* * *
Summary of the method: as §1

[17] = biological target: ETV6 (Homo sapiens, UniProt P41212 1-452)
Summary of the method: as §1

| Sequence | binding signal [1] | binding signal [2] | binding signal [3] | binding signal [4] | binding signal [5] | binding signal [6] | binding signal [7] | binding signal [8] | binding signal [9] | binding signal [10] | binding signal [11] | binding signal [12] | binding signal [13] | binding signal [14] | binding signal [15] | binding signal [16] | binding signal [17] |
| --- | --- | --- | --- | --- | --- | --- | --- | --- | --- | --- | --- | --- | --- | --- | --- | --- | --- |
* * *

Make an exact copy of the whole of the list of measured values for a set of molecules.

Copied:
Summary of the method: as §1

[17] = biological target: ETV6 (Homo sapiens, UniProt P41212 1-452)
Summary of the method: as §1

| Sequence | binding signal [1] | binding signal [2] | binding signal [3] | binding signal [4] | binding signal [5] | binding signal [6] | binding signal [7] | binding signal [8] | binding signal [9] | binding signal [10] | binding signal [11] | binding signal [12] | binding signal [13] | binding signal [14] | binding signal [15] | binding signal [16] | binding signal [17] |
| --- | --- | --- | --- | --- | --- | --- | --- | --- | --- | --- | --- | --- | --- | --- | --- | --- | --- |